Antratica New Zealand

New Zealand Government

Census of Antarctic Marine Life (CAML)

New Zealand is conducting a major survey of biological diversity of the Ross Sea as part of the Census of Antarctic Marine Life (CAML) and International Polar Year (IPY). Scientists and crew took part in an eight-week voyage aboard RV Tangaroa in February–March 2008. They sampled the marine ecosystem from the sea surface to the seabed, from mega-size to microscopic, across a wide range of environmental and geographic gradients in the Ross Sea region. The survey covered habitats ranging from the ice-scoured shelf to offshore seamounts and the abyss. The voyage was part of CAML’s 2007–08 circumpolar census involving more than a dozen vessels from 23 nations – the largest Antarctic marine biodiversity survey ever. CAML aims to develop a robust benchmark of the distribution and abundance of marine biodiversity in Antarctic waters, against which future change in the marine environment can be assessed. The CAML project is New Zealand’s largest project for IPY. Post-voyage analysis of the data collected will take place over the next 3 years.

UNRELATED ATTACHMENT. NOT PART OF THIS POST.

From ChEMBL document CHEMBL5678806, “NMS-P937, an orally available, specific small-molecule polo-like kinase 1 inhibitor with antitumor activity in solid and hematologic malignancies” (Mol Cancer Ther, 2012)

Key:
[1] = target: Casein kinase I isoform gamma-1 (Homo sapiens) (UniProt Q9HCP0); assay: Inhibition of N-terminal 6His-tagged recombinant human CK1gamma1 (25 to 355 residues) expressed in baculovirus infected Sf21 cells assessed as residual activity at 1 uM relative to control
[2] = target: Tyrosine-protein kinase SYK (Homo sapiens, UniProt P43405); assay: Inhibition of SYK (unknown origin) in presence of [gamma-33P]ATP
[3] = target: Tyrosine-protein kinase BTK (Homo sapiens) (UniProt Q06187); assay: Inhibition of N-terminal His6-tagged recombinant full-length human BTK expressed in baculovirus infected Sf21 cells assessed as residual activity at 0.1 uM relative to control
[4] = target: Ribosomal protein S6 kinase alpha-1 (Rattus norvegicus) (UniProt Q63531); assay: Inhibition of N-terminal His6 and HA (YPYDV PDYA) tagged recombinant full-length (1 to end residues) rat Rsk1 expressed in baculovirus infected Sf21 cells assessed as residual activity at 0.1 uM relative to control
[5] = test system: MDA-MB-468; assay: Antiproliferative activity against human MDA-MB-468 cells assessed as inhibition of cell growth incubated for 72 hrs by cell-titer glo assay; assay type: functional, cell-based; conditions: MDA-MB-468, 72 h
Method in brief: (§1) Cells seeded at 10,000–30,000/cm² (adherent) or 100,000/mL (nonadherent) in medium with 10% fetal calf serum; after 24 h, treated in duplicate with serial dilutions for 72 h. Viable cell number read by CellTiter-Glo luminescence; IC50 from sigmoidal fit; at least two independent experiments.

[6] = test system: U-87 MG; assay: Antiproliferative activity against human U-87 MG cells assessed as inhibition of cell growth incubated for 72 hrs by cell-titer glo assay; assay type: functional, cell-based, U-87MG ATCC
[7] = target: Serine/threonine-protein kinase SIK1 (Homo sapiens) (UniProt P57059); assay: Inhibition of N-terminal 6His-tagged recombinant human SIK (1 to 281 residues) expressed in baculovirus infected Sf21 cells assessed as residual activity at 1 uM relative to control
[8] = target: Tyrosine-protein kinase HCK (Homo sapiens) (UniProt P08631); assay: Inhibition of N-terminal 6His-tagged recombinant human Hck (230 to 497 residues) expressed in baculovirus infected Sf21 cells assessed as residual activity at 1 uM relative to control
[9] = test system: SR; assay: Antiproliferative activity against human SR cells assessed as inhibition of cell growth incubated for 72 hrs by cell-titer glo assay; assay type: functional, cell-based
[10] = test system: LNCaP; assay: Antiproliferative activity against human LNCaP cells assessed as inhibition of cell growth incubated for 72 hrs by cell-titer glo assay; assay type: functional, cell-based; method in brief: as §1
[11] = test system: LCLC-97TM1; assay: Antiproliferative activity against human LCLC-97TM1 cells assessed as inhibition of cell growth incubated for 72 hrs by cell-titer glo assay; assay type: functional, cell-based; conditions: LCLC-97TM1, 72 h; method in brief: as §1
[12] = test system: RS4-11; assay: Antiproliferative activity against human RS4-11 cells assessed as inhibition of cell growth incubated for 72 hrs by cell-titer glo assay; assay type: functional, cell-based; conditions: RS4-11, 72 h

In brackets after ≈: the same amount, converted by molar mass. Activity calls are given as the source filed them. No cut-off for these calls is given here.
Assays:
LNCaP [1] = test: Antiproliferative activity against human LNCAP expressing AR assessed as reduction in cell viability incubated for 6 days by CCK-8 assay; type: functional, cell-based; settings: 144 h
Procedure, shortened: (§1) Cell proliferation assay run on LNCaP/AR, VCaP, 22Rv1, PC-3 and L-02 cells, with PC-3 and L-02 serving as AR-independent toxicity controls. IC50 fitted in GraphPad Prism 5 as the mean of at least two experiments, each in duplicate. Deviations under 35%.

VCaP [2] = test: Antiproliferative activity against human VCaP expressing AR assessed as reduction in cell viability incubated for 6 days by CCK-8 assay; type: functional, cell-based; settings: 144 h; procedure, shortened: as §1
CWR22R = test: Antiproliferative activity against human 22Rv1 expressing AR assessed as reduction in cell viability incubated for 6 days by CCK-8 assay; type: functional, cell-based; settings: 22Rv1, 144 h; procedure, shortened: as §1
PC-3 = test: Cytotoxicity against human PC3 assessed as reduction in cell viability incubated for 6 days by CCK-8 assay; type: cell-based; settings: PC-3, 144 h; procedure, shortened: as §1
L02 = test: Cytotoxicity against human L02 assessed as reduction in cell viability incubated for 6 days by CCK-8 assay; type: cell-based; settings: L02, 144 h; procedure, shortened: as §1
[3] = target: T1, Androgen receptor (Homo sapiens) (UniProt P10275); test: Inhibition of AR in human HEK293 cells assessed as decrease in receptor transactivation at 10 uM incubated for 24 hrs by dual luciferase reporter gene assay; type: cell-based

CAML contributes to the Census of Antarctic Marine Life (CoML), a ten-year initiative to assess and explain the diversity, distribution, and abundance of marine life in the oceans – past, present, and future.



Ministry of Fisheries

MinFish Contact

Dr Mary Livingston

Ministry of FisheriesLINZ

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IPY Project Number: 53

CAML Voyage reports

Ministry of Fisheries CAML website

A brief overview of the voyage has been published in Antarctic (NZAS) v.26(2) 2008

A 10-minute version of a film of the voyage can be viewed here.

CAML website
CoML website

Bringing icy science into the classroom

From early February 2008 the New Zealand Science Learning Hub website will feature New Zealand’s IPY research voyage to Antarctica and will bring weekly updated stories, from the scientists and crew on board the RV Tangaroa to the classrooms. The New Zealand Science Learning Hub will also feature science reports, photos, video and data from the ship and associated classroom activities as well as a question and answer section for teachers and their students to the scientists. For further information go to the Science Learning Hub.